At common law a mental impairment is a relevant consideration for sentencing purposes.
The leading authority is R v Verdins (2007) 16 VR 269² (Verdins), a decision of the Supreme Court of Victoria – Court of Appeal.
In Verdins, the Court unanimously held that mental impairment could be relevant to sentencing in at least six ways. Mental impairment could:
reduce an offender’s moral culpability for the offending conduct
be relevant to the kind of sentence that is imposed (and the conditions under which that sentence is to be served)
moderate or eliminate the weight afforded to the principle of ‘general deterrence’
moderate or eliminate the weight afforded to the principle of ‘specific deterrence’
cause a given sentence to weigh more heavily on an offender (as compared to a person who does not suffer from mental impairment)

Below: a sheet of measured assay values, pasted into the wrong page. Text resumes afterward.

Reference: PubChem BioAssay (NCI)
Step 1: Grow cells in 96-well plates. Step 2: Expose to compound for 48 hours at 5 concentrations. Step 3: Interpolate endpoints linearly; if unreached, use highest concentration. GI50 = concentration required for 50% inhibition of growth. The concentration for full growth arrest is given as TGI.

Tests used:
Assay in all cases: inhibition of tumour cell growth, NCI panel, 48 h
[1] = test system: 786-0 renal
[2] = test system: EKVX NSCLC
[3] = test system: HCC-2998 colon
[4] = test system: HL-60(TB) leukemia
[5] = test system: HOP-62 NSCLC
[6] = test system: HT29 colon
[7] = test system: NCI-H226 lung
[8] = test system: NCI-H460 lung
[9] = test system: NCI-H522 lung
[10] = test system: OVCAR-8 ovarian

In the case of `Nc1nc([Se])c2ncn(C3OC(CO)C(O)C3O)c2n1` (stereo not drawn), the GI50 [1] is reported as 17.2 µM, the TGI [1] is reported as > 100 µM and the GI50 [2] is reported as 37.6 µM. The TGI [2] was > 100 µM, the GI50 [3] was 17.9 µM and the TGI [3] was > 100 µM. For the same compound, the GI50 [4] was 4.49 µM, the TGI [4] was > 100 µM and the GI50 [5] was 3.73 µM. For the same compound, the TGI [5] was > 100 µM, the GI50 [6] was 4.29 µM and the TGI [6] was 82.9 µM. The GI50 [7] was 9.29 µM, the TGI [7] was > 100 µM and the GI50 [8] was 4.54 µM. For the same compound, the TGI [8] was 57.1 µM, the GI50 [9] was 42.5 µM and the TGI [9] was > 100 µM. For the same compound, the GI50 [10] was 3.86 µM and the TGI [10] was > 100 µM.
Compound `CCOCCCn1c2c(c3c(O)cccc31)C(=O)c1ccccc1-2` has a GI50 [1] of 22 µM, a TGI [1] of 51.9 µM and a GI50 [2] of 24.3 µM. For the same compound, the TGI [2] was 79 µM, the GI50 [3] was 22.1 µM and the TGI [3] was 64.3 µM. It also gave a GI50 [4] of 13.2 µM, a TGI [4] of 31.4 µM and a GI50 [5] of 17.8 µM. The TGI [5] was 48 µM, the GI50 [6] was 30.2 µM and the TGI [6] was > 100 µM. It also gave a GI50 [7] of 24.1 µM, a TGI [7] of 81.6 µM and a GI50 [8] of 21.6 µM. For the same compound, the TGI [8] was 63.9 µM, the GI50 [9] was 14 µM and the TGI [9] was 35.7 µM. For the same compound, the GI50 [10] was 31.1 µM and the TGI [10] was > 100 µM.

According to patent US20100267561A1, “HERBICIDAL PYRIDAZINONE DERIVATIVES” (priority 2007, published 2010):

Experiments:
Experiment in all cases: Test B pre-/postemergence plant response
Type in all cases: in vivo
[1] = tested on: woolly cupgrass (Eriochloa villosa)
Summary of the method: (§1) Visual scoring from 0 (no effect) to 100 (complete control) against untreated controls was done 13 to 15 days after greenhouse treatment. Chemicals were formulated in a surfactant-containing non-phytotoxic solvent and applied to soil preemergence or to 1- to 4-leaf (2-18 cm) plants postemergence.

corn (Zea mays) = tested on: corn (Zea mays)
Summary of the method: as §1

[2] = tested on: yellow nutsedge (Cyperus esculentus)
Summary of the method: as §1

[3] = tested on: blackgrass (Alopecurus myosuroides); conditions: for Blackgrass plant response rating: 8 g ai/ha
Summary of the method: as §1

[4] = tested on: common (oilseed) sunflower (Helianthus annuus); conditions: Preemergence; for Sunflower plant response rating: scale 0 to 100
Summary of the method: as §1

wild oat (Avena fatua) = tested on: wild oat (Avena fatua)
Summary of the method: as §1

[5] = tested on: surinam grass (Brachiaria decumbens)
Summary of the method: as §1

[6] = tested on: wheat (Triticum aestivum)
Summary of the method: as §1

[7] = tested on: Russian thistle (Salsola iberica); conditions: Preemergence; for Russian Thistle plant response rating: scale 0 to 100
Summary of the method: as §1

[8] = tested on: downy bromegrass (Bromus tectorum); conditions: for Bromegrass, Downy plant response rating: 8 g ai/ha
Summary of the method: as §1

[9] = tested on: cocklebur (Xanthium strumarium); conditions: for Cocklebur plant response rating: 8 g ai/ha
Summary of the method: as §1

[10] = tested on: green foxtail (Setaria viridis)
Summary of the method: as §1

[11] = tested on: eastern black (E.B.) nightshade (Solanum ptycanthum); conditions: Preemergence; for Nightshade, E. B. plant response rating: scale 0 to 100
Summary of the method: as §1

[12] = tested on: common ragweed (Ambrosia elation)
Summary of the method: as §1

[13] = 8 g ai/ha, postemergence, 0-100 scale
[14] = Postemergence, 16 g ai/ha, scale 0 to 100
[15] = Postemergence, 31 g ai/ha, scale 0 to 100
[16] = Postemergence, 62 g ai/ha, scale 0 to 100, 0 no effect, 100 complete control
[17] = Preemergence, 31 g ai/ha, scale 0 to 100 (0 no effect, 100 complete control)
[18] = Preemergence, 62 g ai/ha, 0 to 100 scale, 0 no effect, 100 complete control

justify the imposition of a lesser punishment if there is a serious risk that imprisonment would have a significant adverse effect on the offender’s mental health.
The fact that an offender suffers from mental impairment does not, of itself, justify the imposition of a lesser sentence. The extent to which an offender’s mental impairment is relevant to sentencing will depend on the nature and severity of the symptoms exhibited by a particular offender and the effect of the condition on that particular offender’s mental capacity.
These factors may be applicable where the offender is shown to have had a mental impairment at the time of the offending, at the time of sentencing, or both.